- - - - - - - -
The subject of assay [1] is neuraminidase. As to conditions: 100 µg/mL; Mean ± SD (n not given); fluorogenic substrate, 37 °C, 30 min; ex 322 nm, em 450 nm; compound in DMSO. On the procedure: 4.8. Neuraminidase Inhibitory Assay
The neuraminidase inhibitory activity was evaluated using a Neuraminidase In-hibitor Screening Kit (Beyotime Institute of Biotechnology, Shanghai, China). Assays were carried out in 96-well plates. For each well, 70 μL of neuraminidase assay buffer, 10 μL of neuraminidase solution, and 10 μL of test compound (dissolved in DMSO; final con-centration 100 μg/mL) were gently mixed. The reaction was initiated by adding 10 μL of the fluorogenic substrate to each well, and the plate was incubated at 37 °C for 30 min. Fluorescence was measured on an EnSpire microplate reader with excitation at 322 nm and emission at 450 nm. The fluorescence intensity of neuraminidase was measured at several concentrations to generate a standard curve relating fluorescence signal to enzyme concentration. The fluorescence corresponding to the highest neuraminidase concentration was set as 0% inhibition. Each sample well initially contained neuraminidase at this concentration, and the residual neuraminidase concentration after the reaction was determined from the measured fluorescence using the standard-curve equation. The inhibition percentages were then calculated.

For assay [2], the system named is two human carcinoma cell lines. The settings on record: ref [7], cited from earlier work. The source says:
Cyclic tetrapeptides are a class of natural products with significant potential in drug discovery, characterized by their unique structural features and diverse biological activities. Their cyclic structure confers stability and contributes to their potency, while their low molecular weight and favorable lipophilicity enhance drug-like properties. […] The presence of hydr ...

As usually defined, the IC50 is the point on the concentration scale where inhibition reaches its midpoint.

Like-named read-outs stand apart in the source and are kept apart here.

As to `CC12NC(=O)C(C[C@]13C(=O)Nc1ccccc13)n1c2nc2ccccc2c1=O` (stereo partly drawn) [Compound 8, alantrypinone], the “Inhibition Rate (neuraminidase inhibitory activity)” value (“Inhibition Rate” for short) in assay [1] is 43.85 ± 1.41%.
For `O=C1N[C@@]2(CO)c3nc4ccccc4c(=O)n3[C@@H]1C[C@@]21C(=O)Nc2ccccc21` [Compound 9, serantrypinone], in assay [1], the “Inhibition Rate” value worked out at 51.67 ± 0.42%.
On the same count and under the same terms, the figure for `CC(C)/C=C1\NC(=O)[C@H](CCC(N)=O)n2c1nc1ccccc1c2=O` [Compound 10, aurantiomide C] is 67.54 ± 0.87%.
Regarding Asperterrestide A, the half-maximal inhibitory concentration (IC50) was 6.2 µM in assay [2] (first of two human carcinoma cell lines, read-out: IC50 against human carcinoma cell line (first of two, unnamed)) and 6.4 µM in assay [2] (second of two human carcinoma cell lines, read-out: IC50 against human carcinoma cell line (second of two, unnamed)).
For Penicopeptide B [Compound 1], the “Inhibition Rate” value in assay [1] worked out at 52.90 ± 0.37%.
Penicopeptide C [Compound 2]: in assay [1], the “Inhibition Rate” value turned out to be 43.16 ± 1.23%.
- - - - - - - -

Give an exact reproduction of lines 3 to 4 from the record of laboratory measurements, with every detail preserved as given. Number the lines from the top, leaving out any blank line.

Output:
For assay [2], the system named is two human carcinoma cell lines. The settings on record: ref [7], cited from earlier work. The source says:
Cyclic tetrapeptides are a class of natural products with significant potential in drug discovery, characterized by their unique structural features and diverse biological activities. Their cyclic structure confers stability and contributes to their potency, while their low molecular weight and favorable lipophilicity enhance drug-like properties. […] The presence of hydr ...